China's 'Uber' plans to be in NYC, San Francisco
Updated: 2014-06-18 07:11
By JACK FREIFELDER in New York (China Daily USA)
China's version of Uber, the web-based minicab service, is planning to go after Chinese customers, especially travelers, in New York and San Francisco with Mandarin-speaking drivers.
Yongche.com — China's largest mobile-phone car-sharing service with a fleet of close to 50,000 vehicles and more than 2 million active users — plans to expand service from 57 cities to 150 by 2015, Zhou Hang, CEO and founder, told Bloomberg News. And New York City and San Francisco will be part of that expansion, he said.
Yongche will help set itself apart in the US market and elsewhere by providing Mandarin-speaking drivers for Chinese travelers, said Zhou.
"Most Chinese don't speak English and find it difficult to communicate with foreign drivers after they land in another country," Zhou said in the Bloomberg story published on June 12. "We will have Chinese-speaking drivers in the US and other places to make it seamless and stress-free."
Vishwas Shankar, a senior consultant with global consulting firm Frost & Sullivan, said Yongche's decision to provide service in New York and California is "well justified" given the large Chinese-American populations in the two cities.
"It is estimated that there could be more than 700 carpooling/ridesharing companies globally," Shankar wrote Tuesday in an email to China Daily. "It was only a matter of time before companies like Yongche aimed to compete … in markets like the US."
Shankar also said the decision to offer services in Mandarin is a part of Yongche's "unique brand-building exercise".
"It will be one of the niche attraction points … aimed at attaining the [Mandarin-speaking] customers," he said.
Yongche, founded in 2010 as the first domestic e-commerce platform in China for car reservation services, provides customers with multiple rental options and a variety of chauffeured services through its website and mobile application.
In December, the Beijing-based Yongche announced $60 million in funding from a pair of Chinese partners, venture capital firm DCM and international online travel company Ctrip.
Zhou said his company would promote its services to customers who book their travel through Ctrip.
"Yongche is no doubt a top player in China and its product is well-tailored to Chinese consumers," Danny Yang, a Beijing-based analyst with Internet research iResearch Consulting Group, said last week in an interview with Bloomberg. "They may face hurdles overseas, including adjusting to different regulations and opposition from traditional taxi operators."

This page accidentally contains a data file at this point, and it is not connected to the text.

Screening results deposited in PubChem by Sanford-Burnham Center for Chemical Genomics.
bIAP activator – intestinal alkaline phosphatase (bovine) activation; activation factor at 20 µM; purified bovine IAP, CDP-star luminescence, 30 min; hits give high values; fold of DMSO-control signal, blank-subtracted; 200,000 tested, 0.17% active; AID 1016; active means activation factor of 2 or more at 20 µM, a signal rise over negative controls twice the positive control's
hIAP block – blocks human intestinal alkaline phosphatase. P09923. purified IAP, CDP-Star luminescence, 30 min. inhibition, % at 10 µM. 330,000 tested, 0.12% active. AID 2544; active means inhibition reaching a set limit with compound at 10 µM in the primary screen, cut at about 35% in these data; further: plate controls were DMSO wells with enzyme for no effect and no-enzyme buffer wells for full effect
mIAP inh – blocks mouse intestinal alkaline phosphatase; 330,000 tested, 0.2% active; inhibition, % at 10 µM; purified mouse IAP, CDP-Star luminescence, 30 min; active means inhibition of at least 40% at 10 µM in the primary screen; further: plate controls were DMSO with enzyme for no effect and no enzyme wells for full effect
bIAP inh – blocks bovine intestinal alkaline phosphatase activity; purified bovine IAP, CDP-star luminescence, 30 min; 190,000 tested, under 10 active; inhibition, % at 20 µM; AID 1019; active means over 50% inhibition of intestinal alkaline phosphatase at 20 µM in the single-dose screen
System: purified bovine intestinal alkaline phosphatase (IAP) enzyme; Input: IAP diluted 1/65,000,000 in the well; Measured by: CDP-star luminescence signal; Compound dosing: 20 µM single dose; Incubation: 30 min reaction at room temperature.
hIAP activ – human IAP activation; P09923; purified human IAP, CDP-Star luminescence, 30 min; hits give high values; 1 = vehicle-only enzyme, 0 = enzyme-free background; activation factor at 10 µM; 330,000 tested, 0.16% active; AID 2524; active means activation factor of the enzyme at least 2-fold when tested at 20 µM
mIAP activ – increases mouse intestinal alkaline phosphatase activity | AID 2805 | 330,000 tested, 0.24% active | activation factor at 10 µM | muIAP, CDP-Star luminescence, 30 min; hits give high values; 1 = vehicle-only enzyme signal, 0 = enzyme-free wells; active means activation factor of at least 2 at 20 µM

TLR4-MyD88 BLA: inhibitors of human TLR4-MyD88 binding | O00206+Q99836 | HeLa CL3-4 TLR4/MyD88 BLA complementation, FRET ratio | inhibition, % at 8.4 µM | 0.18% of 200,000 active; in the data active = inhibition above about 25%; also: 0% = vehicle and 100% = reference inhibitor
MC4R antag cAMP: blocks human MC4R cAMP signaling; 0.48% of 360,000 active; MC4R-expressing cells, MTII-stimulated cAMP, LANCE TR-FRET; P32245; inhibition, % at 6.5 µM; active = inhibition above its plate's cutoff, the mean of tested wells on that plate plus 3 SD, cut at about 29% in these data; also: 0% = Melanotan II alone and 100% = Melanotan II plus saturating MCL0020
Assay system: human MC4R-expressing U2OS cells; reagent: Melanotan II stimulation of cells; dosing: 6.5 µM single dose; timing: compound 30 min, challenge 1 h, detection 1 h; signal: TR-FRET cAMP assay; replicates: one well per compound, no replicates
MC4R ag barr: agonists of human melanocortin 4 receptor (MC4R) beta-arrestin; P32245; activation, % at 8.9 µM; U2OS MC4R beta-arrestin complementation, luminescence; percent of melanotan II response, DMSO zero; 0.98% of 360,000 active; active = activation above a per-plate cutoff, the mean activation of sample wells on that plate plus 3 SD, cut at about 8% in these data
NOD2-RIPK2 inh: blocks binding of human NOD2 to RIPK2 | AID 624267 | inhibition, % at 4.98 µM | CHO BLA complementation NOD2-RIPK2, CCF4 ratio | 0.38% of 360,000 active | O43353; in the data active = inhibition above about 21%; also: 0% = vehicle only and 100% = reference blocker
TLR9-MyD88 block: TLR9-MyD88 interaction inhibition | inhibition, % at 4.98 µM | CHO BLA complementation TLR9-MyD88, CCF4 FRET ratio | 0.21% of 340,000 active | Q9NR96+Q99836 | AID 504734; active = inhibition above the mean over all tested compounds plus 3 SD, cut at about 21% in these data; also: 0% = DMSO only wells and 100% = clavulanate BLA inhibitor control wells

The main competition for Yongche will be San Francisco-based Uber Technologies Inc.
It has been estimated that Uber's mobile platform, which is available to 137 million Americans, per company data, has the potential to generate upward of $2 billion a year for the US economy, according to ECONorthwest, an economic, public policy, and litigation consulting firm based in the US' Pacific Northwest.
Uber, which was founded in 2009, operates a similar for-hire vehicle (FHV) business in more than 35 countries and close to 130 cities worldwide — a list that includes several Chinese cities like Beijing, Shanghai and Guangzhou.
"We want to prove to the world that the competition between Uber and Yongche.com isn't that of between a global and local company, but a match-up of two different business models," he told Bloomberg. "Our business model comes with bigger potential than Uber as we provide more customized services."
After New York and San Francisco, Zhou said he would consider other major cities for Chinese travelers, a group that includes: Boston, Frankfurt, London, Los Angeles and Tokyo.
A spokesman with the NYC Taxi and Limousine Commission (NYC TLC), who asked not to be identified by name, said Yongche has not made contact with the agency regarding licensing for its vehicles.
Bonnie Wong contributed to this story